It’s easy not to think much about oil spill remediation technology until something like the BP Deepwater Horizon disaster happens, but materials scientists spend a lot of time thinking about how different materials respond to all kinds of offending substances. In the case of one Texas Tech University professor, a cloth wipe he developed to absorb and contain agents of biological warfare for the U.S. military can absorb 15 times its weight in oil while simultaneously detoxifying it. Paging BP.

Seshadri Ramkumar, who holds the excellent title “associate professor of nonwoven technologies” at Tech’s Institute of Environment and Human Health, developed Fibertect to protect U.S. service members in the event of a chemical or biological attack. The material consists of a fibrous activated carbon layer sandwiched between two layers of raw, nonwoven cotton. The cotton layers effectively absorb oil — even oil that’s dispersed in water — while the carbon core pulls it in and contains it.

To see this effect work in the lab check out the video below, but Fibertect’s commercial distributor, First Line Technology, wanted to see it work in the Gulf. The company sent a sales rep who also contracts with BP to try Fibertect out Grand Isle in Louisiana, one of the beaches contaminated by the ongoing oil leak. When Fibertect was placed on a blob of oil that had washed ashore, the oil stuck to the material and the Fibertect wouldn’t release it.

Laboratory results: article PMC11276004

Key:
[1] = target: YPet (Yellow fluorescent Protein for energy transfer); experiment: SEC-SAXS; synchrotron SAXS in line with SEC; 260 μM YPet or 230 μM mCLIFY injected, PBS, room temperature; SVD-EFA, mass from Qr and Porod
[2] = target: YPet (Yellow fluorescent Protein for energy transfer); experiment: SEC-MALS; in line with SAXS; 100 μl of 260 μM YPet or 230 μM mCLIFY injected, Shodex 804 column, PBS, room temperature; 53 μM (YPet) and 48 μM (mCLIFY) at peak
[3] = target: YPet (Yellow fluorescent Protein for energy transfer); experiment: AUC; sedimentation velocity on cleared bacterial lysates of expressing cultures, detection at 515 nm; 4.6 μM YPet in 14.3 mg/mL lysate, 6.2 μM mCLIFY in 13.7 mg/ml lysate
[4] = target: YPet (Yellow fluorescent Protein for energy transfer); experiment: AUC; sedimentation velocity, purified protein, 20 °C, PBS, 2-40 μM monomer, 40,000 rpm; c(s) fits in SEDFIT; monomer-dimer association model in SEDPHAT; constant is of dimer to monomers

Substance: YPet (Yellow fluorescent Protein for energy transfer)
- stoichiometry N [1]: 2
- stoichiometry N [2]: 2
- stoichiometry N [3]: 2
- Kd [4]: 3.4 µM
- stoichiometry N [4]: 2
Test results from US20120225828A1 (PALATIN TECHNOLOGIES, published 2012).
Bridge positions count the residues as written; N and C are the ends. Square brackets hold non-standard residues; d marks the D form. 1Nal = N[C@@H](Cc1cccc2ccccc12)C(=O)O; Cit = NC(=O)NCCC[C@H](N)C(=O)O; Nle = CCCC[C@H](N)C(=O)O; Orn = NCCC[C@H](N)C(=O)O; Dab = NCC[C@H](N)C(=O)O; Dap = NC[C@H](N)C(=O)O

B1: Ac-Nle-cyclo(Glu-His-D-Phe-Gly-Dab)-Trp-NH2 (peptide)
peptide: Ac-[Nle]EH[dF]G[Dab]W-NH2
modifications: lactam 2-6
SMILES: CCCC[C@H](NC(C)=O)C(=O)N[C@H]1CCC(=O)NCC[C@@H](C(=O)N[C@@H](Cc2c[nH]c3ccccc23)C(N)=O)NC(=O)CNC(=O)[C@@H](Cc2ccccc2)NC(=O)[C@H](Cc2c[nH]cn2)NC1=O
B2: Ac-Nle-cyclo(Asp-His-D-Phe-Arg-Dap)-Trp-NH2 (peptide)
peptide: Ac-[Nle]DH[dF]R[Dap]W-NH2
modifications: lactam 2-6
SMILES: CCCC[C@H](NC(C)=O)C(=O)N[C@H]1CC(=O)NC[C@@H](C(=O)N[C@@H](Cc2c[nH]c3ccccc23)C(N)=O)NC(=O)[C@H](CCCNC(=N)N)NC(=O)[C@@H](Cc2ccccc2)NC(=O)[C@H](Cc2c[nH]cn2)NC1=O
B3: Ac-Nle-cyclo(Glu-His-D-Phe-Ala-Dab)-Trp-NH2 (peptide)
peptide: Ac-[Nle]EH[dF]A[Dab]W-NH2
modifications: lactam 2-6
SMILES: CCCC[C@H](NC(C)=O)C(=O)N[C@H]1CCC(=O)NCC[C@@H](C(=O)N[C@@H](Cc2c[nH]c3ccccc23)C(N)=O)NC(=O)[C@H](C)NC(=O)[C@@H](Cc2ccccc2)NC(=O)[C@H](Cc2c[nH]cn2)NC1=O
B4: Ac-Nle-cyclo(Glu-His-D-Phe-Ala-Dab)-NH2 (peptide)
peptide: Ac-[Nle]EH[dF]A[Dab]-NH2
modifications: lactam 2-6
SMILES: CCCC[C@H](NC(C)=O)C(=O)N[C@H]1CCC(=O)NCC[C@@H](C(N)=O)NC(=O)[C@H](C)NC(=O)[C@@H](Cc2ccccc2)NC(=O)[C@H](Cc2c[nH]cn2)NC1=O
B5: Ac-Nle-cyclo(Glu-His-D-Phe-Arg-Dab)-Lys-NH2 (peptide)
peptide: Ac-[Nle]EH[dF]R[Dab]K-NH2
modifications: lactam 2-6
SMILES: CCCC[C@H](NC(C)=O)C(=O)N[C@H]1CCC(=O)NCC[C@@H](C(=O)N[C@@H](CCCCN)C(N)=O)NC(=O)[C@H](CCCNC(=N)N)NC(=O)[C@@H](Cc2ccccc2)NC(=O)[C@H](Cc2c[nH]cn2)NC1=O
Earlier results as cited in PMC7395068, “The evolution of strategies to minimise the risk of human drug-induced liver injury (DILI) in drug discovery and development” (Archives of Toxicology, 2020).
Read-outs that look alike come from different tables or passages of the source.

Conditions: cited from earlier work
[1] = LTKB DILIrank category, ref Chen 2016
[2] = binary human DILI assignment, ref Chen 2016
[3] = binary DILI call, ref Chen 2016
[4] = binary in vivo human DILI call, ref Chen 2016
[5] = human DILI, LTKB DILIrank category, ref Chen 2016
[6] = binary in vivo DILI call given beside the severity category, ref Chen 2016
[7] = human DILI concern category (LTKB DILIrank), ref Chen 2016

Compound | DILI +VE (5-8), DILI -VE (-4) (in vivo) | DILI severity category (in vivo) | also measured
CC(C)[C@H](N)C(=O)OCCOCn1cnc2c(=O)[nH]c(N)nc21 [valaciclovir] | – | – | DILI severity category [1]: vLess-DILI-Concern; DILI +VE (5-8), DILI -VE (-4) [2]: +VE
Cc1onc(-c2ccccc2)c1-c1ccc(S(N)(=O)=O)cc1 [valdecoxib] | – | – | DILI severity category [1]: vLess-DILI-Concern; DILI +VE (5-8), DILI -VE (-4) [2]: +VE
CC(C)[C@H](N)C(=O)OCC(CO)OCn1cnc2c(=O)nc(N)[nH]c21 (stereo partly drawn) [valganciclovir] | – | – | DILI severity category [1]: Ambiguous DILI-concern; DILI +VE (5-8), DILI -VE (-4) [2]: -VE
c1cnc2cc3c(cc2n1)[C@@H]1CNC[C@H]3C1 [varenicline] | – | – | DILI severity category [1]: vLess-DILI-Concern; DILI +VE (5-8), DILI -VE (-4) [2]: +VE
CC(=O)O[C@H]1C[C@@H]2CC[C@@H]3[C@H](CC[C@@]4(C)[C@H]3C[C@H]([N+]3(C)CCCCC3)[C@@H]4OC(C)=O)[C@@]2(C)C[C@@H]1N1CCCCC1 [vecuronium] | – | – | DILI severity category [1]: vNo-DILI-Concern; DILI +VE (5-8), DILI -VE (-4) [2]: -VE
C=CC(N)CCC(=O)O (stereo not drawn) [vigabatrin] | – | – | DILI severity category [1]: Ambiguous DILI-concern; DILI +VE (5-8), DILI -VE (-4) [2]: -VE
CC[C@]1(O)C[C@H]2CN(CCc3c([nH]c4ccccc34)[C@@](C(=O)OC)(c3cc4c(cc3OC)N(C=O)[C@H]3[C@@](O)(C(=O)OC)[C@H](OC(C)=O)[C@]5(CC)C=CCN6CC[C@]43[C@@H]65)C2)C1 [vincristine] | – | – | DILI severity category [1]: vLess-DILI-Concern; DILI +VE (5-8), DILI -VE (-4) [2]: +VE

But what really sets Fibertect apart from other absorbent materials is its ability to also absorb and contain the toxic polycyclic aromatic hydrocarbon vapors that have been making cleanup workers sick along the Gulf shore. Its ability to contain both liquids and vapors makes it an ideal candidate for the kind of remediation efforts needed along the Gulf shore. Add to that the fact that Fibertect is fully biodegradeable — unlike many of its polypropylene counterparts — and Ramkumar and company could be onto something.

The video below shows Fibertect pulling motor oil right off the surface of a tank of water and holding onto the oil as the water drips back out. It’s easy to imagine the crews currently cruising the Gulf integrating a material like this into their booms and skimmers to mitigate damage to the coastlines, or to clean up oil birds and other affected wildlife.

[Texas Tech via Discovery News]